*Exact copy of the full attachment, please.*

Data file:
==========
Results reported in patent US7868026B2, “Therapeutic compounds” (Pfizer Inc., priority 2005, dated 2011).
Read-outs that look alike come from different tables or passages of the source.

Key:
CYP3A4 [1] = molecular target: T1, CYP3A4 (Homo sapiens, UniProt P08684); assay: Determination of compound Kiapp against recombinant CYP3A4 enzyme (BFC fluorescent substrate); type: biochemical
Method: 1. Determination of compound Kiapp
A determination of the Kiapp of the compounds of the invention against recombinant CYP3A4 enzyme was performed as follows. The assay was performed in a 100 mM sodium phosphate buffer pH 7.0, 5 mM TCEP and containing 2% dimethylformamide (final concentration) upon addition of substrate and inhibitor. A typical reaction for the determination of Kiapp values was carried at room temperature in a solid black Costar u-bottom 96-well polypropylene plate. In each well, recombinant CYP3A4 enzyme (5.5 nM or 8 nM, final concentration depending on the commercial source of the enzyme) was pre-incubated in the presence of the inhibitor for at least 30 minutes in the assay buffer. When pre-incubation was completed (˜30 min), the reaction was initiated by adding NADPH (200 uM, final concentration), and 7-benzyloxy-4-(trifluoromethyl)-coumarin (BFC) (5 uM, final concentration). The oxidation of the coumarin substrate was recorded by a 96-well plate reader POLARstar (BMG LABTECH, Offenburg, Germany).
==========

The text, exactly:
Results reported in patent US7868026B2, “Therapeutic compounds” (Pfizer Inc., priority 2005, dated 2011).
Read-outs that look alike come from different tables or passages of the source.

Key:
CYP3A4 [1] = molecular target: T1, CYP3A4 (Homo sapiens, UniProt P08684); assay: Determination of compound Kiapp against recombinant CYP3A4 enzyme (BFC fluorescent substrate); type: biochemical
Method: 1. Determination of compound Kiapp
A determination of the Kiapp of the compounds of the invention against recombinant CYP3A4 enzyme was performed as follows. The assay was performed in a 100 mM sodium phosphate buffer pH 7.0, 5 mM TCEP and containing 2% dimethylformamide (final concentration) upon addition of substrate and inhibitor. A typical reaction for the determination of Kiapp values was carried at room temperature in a solid black Costar u-bottom 96-well polypropylene plate. In each well, recombinant CYP3A4 enzyme (5.5 nM or 8 nM, final concentration depending on the commercial source of the enzyme) was pre-incubated in the presence of the inhibitor for at least 30 minutes in the assay buffer. When pre-incubation was completed (˜30 min), the reaction was initiated by adding NADPH (200 uM, final concentration), and 7-benzyloxy-4-(trifluoromethyl)-coumarin (BFC) (5 uM, final concentration). The oxidation of the coumarin substrate was recorded by a 96-well plate reader POLARstar (BMG LABTECH, Offenburg, Germany).